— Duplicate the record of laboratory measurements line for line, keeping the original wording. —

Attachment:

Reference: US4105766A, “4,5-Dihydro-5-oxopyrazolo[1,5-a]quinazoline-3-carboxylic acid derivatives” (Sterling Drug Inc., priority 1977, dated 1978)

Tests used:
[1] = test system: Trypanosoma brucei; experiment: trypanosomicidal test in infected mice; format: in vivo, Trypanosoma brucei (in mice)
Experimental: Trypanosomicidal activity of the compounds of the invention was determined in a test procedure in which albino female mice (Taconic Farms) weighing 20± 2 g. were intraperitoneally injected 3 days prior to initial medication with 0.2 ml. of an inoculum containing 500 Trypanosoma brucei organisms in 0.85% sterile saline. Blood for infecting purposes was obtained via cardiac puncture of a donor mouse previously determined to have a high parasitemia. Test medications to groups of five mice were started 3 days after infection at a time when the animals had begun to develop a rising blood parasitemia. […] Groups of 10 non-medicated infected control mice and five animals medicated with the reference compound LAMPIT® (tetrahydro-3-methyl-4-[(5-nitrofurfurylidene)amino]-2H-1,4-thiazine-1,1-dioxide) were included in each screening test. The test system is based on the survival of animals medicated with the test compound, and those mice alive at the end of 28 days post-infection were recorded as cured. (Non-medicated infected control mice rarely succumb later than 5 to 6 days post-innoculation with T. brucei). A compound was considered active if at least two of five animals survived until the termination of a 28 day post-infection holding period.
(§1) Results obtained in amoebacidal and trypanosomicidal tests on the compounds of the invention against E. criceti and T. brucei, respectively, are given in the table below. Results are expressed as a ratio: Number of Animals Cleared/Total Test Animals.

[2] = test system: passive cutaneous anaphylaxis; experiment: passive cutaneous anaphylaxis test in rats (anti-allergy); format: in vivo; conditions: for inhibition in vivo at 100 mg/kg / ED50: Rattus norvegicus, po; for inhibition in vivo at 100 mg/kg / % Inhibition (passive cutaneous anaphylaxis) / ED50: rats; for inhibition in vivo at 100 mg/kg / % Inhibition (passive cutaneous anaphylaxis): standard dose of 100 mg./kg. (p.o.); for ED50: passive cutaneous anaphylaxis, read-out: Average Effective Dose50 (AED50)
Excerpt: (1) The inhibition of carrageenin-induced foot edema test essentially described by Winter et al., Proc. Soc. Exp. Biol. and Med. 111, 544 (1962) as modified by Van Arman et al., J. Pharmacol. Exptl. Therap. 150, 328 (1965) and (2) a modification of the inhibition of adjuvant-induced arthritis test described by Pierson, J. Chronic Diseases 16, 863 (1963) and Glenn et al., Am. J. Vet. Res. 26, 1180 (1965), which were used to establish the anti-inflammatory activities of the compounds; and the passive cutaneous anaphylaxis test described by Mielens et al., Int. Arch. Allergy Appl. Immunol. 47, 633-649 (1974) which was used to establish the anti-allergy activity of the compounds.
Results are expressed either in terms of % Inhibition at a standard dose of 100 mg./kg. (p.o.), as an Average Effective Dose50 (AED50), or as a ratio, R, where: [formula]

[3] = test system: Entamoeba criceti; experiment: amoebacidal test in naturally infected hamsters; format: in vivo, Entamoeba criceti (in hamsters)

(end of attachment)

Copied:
Reference: US4105766A, “4,5-Dihydro-5-oxopyrazolo[1,5-a]quinazoline-3-carboxylic acid derivatives” (Sterling Drug Inc., priority 1977, dated 1978)

Tests used:
[1] = test system: Trypanosoma brucei; experiment: trypanosomicidal test in infected mice; format: in vivo, Trypanosoma brucei (in mice)
Experimental: Trypanosomicidal activity of the compounds of the invention was determined in a test procedure in which albino female mice (Taconic Farms) weighing 20± 2 g. were intraperitoneally injected 3 days prior to initial medication with 0.2 ml. of an inoculum containing 500 Trypanosoma brucei organisms in 0.85% sterile saline. Blood for infecting purposes was obtained via cardiac puncture of a donor mouse previously determined to have a high parasitemia. Test medications to groups of five mice were started 3 days after infection at a time when the animals had begun to develop a rising blood parasitemia. […] Groups of 10 non-medicated infected control mice and five animals medicated with the reference compound LAMPIT® (tetrahydro-3-methyl-4-[(5-nitrofurfurylidene)amino]-2H-1,4-thiazine-1,1-dioxide) were included in each screening test. The test system is based on the survival of animals medicated with the test compound, and those mice alive at the end of 28 days post-infection were recorded as cured. (Non-medicated infected control mice rarely succumb later than 5 to 6 days post-innoculation with T. brucei). A compound was considered active if at least two of five animals survived until the termination of a 28 day post-infection holding period.
(§1) Results obtained in amoebacidal and trypanosomicidal tests on the compounds of the invention against E. criceti and T. brucei, respectively, are given in the table below. Results are expressed as a ratio: Number of Animals Cleared/Total Test Animals.

[2] = test system: passive cutaneous anaphylaxis; experiment: passive cutaneous anaphylaxis test in rats (anti-allergy); format: in vivo; conditions: for inhibition in vivo at 100 mg/kg / ED50: Rattus norvegicus, po; for inhibition in vivo at 100 mg/kg / % Inhibition (passive cutaneous anaphylaxis) / ED50: rats; for inhibition in vivo at 100 mg/kg / % Inhibition (passive cutaneous anaphylaxis): standard dose of 100 mg./kg. (p.o.); for ED50: passive cutaneous anaphylaxis, read-out: Average Effective Dose50 (AED50)
Excerpt: (1) The inhibition of carrageenin-induced foot edema test essentially described by Winter et al., Proc. Soc. Exp. Biol. and Med. 111, 544 (1962) as modified by Van Arman et al., J. Pharmacol. Exptl. Therap. 150, 328 (1965) and (2) a modification of the inhibition of adjuvant-induced arthritis test described by Pierson, J. Chronic Diseases 16, 863 (1963) and Glenn et al., Am. J. Vet. Res. 26, 1180 (1965), which were used to establish the anti-inflammatory activities of the compounds; and the passive cutaneous anaphylaxis test described by Mielens et al., Int. Arch. Allergy Appl. Immunol. 47, 633-649 (1974) which was used to establish the anti-allergy activity of the compounds.
Results are expressed either in terms of % Inhibition at a standard dose of 100 mg./kg. (p.o.), as an Average Effective Dose50 (AED50), or as a ratio, R, where: [formula]

[3] = test system: Entamoeba criceti; experiment: amoebacidal test in naturally infected hamsters; format: in vivo, Entamoeba criceti (in hamsters)